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Outside Wolfowitz’s home a day after he resigned (AP photo)

Cronyism was only one of the complaints about Wolfowitz

COMMENTARY | May 20, 2007

The overseas press: Europeans pushed to remove Wolfowitz after the nepotism story broke in April, and there’s mostly glee at his departure.

By John Burke

LONDONThe foreign press has focused on Paul Wolfowitz since the Washington Post first reported the story of his nepotism in April. From the beginning, most expected him to resign; his mistakes were too contradictory to his message.

Europeans were especially miffed by the original appointment of a man who was seen as an extension of the American neo-conservative movement and the architect of a war that has been enormously unpopular. And much of the European press took especial joy in calling for an end to the Wolfowitz reign.    

Perhaps the most important message after the Bush administration lost another battle to keep an appointee in power was the call for an end to the arrangement that the president of the World Bank must always be an American.

Der Spiegel lists a number of cases of Wolfowitz taking part in cronyism, especially during his tenure as part of the Bush administration and his push for the Iraq War. The German weekly uses the fallen World Bank president as evidence of a high level of corruption that defines the White House and has caused much unrest in the world:

“The small morality play unfolding at the World Bank tells us something significant about how the United States became bogged down in the Iraq quagmire when Wolfowitz was highly influential at the Department of Defense. The simple fact is that Wolfowitz has throughout his entire career demonstrated a penchant for cronyism and for smearing and marginalizing perceived rivals as tactics for getting his way. He has been arrogant and highhanded in dismissing the views of wiser and more informed experts, exhibiting a narcissism that is also apparent in his personal life. Indeed, these tactics are typical of what might be called the ‘neoconservative style’…

“The management techniques that got Wolfowitz in trouble at the World Bank mirrored those he used at the Pentagon to get up the Iraq war. Without cronyism, tag-teaming, and running circles around opponents of the war such as Secretary of State Colin Powell and CIA Director George Tenet, the pro-war cabal could never have persuaded Bush to launch the conflict or persuaded the American public to support it…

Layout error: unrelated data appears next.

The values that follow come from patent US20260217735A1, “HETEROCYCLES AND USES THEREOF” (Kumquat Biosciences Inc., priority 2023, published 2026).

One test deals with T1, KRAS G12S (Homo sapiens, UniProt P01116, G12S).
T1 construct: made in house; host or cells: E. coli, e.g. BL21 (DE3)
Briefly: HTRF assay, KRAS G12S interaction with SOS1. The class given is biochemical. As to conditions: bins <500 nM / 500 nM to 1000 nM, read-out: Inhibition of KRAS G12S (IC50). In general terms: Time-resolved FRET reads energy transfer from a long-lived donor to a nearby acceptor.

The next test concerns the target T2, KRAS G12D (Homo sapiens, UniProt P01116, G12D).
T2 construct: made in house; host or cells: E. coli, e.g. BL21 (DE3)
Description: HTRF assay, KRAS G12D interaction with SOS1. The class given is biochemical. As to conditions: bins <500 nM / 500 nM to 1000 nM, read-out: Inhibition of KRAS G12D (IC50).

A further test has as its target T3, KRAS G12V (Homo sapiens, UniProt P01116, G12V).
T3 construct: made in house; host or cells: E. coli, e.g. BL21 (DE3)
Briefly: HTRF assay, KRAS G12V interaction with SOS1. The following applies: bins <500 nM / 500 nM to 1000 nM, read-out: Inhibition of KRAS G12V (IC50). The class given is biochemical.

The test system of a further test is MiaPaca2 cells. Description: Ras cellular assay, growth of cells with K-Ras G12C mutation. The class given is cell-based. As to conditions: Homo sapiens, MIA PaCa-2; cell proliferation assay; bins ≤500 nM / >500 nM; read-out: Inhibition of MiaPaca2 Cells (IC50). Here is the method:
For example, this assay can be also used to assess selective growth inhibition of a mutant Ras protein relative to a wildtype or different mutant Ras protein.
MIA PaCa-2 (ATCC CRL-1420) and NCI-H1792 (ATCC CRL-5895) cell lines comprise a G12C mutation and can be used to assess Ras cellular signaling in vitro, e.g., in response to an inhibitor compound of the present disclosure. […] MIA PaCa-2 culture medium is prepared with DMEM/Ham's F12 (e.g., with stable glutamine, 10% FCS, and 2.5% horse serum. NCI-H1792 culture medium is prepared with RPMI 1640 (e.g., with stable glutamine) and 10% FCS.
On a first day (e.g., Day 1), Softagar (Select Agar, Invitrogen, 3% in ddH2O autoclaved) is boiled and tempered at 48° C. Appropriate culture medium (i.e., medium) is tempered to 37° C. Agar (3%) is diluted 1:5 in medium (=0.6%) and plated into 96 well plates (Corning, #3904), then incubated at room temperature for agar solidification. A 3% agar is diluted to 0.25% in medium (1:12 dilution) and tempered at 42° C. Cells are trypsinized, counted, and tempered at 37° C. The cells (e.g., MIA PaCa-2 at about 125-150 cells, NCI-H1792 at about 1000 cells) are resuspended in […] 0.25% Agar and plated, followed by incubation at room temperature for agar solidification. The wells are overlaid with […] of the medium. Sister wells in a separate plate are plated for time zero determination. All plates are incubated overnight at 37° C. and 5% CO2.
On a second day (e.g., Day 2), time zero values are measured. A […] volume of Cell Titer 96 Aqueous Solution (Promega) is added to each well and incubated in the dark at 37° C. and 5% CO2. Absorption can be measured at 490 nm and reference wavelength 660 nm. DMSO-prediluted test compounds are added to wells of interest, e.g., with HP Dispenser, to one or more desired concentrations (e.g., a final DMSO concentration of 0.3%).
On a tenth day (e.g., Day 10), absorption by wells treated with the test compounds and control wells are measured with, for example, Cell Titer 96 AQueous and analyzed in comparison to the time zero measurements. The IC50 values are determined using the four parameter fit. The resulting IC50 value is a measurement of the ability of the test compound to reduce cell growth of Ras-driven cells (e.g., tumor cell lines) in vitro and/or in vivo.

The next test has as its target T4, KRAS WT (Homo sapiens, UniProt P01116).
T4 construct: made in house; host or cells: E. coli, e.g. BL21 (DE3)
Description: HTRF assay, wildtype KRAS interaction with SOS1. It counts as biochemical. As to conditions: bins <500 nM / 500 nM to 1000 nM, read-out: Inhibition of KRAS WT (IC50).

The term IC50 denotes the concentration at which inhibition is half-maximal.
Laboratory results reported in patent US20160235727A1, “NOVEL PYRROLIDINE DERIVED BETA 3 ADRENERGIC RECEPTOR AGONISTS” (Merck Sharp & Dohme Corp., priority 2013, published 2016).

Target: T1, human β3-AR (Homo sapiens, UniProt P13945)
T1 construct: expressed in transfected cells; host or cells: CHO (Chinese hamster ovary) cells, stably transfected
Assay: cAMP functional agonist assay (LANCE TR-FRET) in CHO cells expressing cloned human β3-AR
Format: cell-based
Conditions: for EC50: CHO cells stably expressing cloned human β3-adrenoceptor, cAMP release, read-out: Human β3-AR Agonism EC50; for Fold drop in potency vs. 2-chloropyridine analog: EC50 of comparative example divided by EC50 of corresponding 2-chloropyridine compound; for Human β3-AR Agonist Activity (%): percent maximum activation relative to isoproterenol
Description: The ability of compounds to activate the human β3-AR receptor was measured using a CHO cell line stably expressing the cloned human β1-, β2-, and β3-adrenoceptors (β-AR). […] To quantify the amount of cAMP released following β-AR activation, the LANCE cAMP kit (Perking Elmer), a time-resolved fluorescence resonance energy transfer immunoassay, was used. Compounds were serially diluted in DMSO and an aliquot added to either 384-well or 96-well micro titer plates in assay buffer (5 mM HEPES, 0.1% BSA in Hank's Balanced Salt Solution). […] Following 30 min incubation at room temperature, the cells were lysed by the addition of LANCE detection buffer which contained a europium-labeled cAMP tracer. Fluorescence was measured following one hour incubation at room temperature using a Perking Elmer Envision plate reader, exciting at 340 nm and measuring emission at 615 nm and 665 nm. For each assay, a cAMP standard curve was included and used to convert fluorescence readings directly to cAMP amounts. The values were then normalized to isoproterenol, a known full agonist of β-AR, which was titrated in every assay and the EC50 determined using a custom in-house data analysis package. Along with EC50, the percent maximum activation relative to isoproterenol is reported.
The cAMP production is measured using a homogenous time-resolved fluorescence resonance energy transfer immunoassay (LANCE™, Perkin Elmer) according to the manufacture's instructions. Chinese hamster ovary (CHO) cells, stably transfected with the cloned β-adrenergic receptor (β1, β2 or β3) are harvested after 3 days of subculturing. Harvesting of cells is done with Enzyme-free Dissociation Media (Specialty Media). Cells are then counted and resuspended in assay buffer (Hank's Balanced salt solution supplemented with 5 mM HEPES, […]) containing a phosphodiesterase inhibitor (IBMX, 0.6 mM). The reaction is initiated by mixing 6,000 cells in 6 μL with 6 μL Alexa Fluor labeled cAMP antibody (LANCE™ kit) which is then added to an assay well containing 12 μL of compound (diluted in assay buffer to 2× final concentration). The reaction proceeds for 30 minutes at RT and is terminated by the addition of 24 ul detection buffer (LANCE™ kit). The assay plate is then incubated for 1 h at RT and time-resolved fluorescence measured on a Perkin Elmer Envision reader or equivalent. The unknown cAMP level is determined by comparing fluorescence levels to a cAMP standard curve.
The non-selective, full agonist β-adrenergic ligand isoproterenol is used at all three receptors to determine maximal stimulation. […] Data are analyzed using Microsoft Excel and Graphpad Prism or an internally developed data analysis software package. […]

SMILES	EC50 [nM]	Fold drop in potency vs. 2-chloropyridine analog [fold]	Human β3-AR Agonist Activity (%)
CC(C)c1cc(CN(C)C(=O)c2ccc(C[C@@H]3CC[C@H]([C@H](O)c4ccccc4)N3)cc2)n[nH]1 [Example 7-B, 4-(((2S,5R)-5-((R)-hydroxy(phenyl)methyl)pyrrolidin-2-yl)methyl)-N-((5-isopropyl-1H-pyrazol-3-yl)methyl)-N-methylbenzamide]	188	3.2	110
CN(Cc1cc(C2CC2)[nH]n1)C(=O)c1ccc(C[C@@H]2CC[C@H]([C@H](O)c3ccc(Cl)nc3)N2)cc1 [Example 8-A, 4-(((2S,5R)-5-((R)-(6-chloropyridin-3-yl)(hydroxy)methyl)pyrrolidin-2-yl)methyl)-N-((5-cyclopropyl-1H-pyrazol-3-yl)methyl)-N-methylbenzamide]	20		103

“Wolfowitz's tendency toward clientelism made him vulnerable to groupthink based on unexamined premises. In the case of Iraq, the consequences were tragic. Wolfowitz and his cronies were fixated on overthrowing the government of Iraq…

“Wolfowitz's record of favoritism, ideological blinders, massive blunders and petty vindictiveness has inflicted profound harm on two of the world's great bureaucracies, the U.S. Department of Defense and now the World Bank. He has left both with thousands of demoralized employees and imposed on both irrational policies that pandered to the far right of the Republican Party. He has, in addition, played a central role in destabilizing the Middle East and in leaving one of its major countries in ruins.

“Many of his Himalayan-size errors were enabled by his careful placing of close friends and allies in key and lucrative positions. In the end, his career suffered remarkably little from his substantive policy mistakes. But once he moved beyond the forgiving world of high Republican Party politics, his dependence on cronyism finally caught up with him. That he ran into such trouble at the World Bank for behaving in ways that apparently were business as usual for him at the Department of Defense only underlines how corrupt the Bush administration really is.”

After arguing that Wolfowitz’s nepotism wasn’t as bad as some have made it appear, the Financial Times writes that Wolfowitz wasn’t the man to be running the bank anyway, mainly for his hardheadedness and cronyism: